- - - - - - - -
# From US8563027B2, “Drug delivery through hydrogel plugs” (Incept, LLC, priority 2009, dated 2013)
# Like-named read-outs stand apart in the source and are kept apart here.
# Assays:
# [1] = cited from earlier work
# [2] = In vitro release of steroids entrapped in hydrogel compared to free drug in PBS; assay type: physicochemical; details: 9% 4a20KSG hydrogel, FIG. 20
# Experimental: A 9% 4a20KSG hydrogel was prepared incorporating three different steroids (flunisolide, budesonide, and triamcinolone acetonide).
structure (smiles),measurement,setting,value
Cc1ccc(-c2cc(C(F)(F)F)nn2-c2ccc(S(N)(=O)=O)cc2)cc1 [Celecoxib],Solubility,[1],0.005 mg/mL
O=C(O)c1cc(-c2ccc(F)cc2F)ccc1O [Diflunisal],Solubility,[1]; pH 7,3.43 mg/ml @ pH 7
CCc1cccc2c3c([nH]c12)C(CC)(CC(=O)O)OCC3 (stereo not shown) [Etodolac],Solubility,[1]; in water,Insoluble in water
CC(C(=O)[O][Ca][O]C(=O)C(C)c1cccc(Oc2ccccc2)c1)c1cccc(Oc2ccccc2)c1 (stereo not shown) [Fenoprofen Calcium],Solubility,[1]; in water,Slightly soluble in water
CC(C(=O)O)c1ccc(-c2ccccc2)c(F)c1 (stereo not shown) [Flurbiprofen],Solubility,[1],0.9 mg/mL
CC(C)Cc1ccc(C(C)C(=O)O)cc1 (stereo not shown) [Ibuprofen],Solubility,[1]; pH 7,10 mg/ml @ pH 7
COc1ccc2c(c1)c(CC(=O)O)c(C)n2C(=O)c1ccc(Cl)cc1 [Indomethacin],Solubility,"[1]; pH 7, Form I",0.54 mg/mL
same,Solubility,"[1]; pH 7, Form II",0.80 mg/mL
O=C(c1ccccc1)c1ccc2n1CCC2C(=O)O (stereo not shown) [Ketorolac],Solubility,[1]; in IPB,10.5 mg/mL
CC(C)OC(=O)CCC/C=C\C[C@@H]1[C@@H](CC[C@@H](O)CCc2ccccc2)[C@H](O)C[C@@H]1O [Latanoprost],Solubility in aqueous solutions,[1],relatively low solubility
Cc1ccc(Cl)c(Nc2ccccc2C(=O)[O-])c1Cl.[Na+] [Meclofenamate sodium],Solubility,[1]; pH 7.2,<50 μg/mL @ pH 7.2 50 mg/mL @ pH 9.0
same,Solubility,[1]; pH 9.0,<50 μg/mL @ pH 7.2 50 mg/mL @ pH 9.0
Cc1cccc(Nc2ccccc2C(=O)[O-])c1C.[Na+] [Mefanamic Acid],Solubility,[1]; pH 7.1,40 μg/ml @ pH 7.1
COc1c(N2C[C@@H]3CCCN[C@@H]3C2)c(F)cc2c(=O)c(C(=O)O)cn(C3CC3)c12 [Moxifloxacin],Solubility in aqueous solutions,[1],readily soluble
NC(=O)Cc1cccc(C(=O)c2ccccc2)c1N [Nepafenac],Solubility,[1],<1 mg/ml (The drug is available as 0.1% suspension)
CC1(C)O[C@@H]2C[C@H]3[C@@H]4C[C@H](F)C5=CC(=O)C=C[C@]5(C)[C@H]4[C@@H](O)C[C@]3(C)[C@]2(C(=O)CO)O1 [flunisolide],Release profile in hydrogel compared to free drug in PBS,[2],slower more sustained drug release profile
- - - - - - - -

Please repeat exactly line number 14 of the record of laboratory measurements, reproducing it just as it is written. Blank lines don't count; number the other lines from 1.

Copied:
COc1ccc2c(c1)c(CC(=O)O)c(C)n2C(=O)c1ccc(Cl)cc1 [Indomethacin],Solubility,"[1]; pH 7, Form I",0.54 mg/mL